I agree on the potato - they are the only English muffin recipe I've seen that is a potato bread. While I was working with the dough I had serious doubts about leaving the potato unpeeled - but the bits of peel aren't noticeable in the finished muffins.

    The other thing I thought was interesting is that they didn't call for any fat (neither butter nor oil) or milk so they are leaner then the other recipes I've seen.

    I don't get the shaping instructions from the recipe (even after trying it).

    I think I may try either the King Arthur, or Peter Reinhart's recipe next to satisfy my curiosity - but I like these a lot. They make an excellent egg sandwich!
  • Post #217 - April 24th, 2024, 1:36 pm
    Post #217 - April 24th, 2024, 1:36 pm Post #217 - April 24th, 2024, 1:36 pm
    OK - I just noticed that my book says to leave the potato unpeeled and the first step in the blog post linked above says to peel the potato! :)

    The blog post also doesn't have the confusing shaping instructions that are in the book.
  • Post #218 - April 24th, 2024, 3:29 pm
    Post #218 - April 24th, 2024, 3:29 pm Post #218 - April 24th, 2024, 3:29 pm
    tjr wrote:For those who are interested and don't have the book, Dahlia Bakery's English muffins are featured on many a recipe blog. Here's one with a Chicago connection: https://www.lottieanddoof.com/2013/03/english-muffins/

    Perhaps the most interesting and unique thing is that they are potato breads.

    i might try this as the recipe that came with my english muffins rings is not worth making again...i was able to send this to myself as a text message, but as an email there was no text....dont know what that means...
  • Post #219 - May 14th, 2024, 2:29 pm
    Post #219 - May 14th, 2024, 2:29 pm Post #219 - May 14th, 2024, 2:29 pm
    justjoan wrote:i might try this as the recipe that came with my english muffins rings is not worth making again...i was able to send this to myself as a text message, but as an email there was no text....dont know what that means...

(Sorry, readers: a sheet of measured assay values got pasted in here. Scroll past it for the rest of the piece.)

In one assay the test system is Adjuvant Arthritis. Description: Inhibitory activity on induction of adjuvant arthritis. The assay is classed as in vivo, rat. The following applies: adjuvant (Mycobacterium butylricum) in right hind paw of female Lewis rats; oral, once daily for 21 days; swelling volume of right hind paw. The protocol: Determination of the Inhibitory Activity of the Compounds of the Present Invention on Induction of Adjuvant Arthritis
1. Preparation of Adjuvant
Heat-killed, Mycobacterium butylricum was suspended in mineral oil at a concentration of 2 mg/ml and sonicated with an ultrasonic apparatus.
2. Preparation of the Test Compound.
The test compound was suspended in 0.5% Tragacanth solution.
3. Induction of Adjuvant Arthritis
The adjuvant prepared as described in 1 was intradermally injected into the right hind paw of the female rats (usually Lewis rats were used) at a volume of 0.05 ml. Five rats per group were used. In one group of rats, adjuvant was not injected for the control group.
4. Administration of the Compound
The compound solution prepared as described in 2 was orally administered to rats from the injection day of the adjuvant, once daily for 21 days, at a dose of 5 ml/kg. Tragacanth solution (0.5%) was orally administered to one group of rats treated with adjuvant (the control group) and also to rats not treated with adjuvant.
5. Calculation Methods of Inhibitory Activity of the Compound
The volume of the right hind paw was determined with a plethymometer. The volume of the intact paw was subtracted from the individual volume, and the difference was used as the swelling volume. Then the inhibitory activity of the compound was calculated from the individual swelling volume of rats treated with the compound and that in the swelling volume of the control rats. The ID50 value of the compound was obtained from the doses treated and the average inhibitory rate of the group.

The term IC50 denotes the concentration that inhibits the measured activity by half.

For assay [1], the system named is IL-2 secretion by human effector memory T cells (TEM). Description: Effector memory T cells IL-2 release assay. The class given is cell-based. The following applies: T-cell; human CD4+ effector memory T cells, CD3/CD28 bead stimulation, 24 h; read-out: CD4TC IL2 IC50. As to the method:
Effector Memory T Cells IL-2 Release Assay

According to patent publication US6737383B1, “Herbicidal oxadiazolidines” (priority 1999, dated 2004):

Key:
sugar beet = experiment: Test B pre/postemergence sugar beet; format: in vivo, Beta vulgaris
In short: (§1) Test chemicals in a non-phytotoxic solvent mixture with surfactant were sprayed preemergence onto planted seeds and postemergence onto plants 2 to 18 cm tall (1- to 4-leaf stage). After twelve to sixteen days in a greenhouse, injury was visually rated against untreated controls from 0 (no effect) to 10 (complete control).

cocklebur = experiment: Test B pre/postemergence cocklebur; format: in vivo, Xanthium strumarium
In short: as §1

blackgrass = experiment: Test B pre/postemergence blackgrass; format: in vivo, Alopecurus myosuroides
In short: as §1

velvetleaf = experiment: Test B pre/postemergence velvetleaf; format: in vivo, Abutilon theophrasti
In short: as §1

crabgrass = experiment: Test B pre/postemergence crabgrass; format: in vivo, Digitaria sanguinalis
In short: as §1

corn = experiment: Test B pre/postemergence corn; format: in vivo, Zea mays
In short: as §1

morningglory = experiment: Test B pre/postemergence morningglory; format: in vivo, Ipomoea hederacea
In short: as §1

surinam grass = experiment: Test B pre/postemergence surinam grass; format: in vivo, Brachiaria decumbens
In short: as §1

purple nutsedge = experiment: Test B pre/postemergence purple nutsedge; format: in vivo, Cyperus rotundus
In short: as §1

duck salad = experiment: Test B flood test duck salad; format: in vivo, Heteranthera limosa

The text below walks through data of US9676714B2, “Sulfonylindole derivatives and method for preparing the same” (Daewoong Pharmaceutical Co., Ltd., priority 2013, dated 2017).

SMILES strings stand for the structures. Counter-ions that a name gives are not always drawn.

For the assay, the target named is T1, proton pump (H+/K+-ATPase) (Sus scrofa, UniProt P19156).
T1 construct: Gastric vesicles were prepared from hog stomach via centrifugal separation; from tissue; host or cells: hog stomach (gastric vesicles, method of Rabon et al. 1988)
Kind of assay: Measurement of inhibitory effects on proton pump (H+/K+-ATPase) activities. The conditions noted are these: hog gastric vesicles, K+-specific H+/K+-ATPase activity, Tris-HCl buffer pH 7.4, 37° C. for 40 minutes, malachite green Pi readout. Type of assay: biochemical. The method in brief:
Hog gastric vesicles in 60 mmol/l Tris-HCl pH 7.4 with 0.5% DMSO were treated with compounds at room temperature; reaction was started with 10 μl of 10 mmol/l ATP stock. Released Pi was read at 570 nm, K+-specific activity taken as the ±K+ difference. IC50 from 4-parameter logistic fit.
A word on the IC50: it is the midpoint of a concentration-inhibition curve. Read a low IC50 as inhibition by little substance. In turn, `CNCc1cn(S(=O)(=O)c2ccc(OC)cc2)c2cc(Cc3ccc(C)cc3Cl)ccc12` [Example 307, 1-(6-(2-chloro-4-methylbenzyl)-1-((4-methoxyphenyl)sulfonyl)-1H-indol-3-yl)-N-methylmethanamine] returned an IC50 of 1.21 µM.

I'd love to hear how it goes if you try it!

    I've decided to try English Muffins at least one more time. The current plan is to try the Peter Reinhart recipe from 'The Bread Baker's Apprentice'; his recipe starts in a pan and finishes in the oven. I'm hoping to get to it next week.
  • Post #220 - May 14th, 2024, 2:42 pm
    Post #220 - May 14th, 2024, 2:42 pm Post #220 - May 14th, 2024, 2:42 pm
    I made this Anadama bread for Sunday morning breakfast. Apparently Anadama bread is from New England. It's a white yeasted bread with cornmeal and molasses. I found recipes for kneaded and shaped bread and batter bread recipes. I made two kneaded and shaped loaves:

    Image

    The bread turned out nice and soft in the middle with a distinct molasses taste. The cornmeal didn't come through as much as I thought it might, but it is definitely there. It toasts beautifully. It seems like it would be the perfect bread for some type of sandwich, but I'm not just sure what type of sandwich that would be :)
  • Post #221 - May 15th, 2024, 9:30 am
    Post #221 - May 15th, 2024, 9:30 am Post #221 - May 15th, 2024, 9:30 am
    zorkmead wrote:It seems like it would be the perfect bread for some type of sandwich, but I'm not just sure what type of sandwich that would be :)
    Peanut butter? Other nut butter? My recollection is that Anadama is both fairly sweet and not particularly durable.